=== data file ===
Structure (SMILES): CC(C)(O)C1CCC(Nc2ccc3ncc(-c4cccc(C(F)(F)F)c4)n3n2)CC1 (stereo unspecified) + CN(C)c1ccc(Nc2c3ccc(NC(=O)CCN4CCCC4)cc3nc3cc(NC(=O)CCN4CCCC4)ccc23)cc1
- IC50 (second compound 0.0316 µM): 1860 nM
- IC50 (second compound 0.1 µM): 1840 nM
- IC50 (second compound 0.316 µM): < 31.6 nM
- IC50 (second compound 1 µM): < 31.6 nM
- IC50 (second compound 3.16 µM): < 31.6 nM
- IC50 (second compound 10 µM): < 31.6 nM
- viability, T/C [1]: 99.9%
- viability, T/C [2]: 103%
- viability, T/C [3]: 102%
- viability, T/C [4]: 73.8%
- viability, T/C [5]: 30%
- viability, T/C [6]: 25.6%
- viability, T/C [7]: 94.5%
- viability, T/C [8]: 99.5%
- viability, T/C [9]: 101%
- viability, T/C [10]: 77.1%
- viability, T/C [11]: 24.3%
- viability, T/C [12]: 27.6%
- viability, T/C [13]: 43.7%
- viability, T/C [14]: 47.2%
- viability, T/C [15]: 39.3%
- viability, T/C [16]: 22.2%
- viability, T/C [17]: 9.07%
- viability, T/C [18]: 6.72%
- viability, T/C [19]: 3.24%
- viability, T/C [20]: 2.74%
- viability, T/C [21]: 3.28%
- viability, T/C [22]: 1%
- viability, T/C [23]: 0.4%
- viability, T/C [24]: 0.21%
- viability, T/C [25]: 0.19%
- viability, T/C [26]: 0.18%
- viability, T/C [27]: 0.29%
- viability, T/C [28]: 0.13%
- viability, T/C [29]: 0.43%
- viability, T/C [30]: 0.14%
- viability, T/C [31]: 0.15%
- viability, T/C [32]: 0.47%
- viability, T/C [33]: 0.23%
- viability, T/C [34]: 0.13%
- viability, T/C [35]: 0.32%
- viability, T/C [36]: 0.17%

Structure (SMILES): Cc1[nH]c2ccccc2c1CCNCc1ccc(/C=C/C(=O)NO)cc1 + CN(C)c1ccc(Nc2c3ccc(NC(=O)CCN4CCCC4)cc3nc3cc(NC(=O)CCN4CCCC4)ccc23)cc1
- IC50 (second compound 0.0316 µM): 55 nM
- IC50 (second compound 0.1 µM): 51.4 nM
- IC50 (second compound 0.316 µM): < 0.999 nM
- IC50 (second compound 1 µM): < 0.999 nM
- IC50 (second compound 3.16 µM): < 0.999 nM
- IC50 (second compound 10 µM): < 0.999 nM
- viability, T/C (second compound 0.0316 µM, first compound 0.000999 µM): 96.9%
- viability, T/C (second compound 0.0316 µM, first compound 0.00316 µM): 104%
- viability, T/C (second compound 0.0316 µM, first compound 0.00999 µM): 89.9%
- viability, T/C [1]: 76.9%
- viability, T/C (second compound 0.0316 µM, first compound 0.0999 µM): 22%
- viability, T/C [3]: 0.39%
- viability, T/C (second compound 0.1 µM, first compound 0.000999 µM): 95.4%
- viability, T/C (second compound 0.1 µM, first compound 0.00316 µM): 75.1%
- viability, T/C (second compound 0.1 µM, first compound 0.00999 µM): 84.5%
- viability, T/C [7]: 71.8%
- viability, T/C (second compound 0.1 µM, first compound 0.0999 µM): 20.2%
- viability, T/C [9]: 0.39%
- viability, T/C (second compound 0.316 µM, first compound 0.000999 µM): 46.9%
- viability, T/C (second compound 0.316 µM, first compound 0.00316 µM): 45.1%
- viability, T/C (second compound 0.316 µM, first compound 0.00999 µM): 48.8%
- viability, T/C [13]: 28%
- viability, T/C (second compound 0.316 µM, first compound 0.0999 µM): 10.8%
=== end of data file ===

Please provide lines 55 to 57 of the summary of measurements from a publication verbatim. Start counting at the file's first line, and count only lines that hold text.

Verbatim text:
- viability, T/C (second compound 0.0316 µM, first compound 0.0999 µM): 22%
- viability, T/C [3]: 0.39%
- viability, T/C (second compound 0.1 µM, first compound 0.000999 µM): 95.4%